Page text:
The problem with developing this type of knowledge is time. If we are instead trying to become expert players (rather than expert game balancers), we have access to a very fast feedback loop. Play the game against people better than us, see what worked and didn’t, adjust, play again. A game of Street Fighter takes only a couple minutes, and even an RTS game takes less than 1 hour. But creating a game and seeing how its balance turns out takes years. It’s a very slow feedback loop, and extremely few people get to even participate in it directly.

I think that there is a way to gain the necessary knowledge though. Here are the games I studied:

1) Street Fighter. I know about more than 20 versions of this game.
2) Virtua Fighter. It says version 5 on the box of the latest one, but really, there have been at least 15 versions of this game if you look closely.
3) Guilty Gear. I know of 8 versions of this game.
4) Magic: The Gathering. This game has changed (with new sets of cards) about 3 times per year for over 10 years.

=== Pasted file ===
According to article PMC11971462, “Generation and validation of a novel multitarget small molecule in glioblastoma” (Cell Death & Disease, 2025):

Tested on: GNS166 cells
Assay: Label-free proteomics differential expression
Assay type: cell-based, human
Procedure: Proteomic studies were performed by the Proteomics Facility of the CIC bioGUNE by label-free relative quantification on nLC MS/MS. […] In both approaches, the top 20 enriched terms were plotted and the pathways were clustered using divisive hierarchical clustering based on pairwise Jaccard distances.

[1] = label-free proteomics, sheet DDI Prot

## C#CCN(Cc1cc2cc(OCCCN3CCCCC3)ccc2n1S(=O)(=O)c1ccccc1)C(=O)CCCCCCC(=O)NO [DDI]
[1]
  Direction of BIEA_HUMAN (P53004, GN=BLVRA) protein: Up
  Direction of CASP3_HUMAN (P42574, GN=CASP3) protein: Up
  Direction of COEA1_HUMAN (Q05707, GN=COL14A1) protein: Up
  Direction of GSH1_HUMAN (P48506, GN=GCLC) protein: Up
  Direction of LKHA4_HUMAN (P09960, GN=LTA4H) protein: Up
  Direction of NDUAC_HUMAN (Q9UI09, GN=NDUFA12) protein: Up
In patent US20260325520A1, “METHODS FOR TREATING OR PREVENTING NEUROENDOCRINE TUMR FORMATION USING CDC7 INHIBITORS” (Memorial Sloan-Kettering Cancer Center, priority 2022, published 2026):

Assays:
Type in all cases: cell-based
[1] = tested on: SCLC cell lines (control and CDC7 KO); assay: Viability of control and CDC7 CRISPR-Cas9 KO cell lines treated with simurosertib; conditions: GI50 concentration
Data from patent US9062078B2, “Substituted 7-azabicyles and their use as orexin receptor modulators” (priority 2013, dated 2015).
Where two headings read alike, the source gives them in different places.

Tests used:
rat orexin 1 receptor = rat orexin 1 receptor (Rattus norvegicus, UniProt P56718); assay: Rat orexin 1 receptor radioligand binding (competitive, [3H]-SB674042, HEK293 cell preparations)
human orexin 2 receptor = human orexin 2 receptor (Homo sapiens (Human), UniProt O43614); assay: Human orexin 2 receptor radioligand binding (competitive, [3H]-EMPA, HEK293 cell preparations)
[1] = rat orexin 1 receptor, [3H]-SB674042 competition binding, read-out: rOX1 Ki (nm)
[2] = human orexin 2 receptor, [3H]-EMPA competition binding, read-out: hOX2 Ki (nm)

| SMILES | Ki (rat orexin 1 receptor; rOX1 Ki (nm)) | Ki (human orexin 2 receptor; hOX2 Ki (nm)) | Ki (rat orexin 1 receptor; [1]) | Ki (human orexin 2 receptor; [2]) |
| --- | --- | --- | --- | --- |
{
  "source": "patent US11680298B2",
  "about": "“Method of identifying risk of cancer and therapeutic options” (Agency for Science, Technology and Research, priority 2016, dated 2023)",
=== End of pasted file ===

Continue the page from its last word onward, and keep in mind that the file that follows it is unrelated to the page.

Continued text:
5) World of Warcraft. I played that game for two years before it was released and I couldn’t even guess the number of mini-releases over that time. Maybe 50 or 100.

That is A LOT of data about how changes to a game’s balance out. You can study what the exact changes are from one version of a game to the next, then learn how those changes actually affected the game’s balance and how they players perceived the changes. I actually count those as two separate things, and on Street Fighter I had two separate main advisors: one who knew the most about how a change would affect the game system itself, and another who knew the most about how players would perceive changes.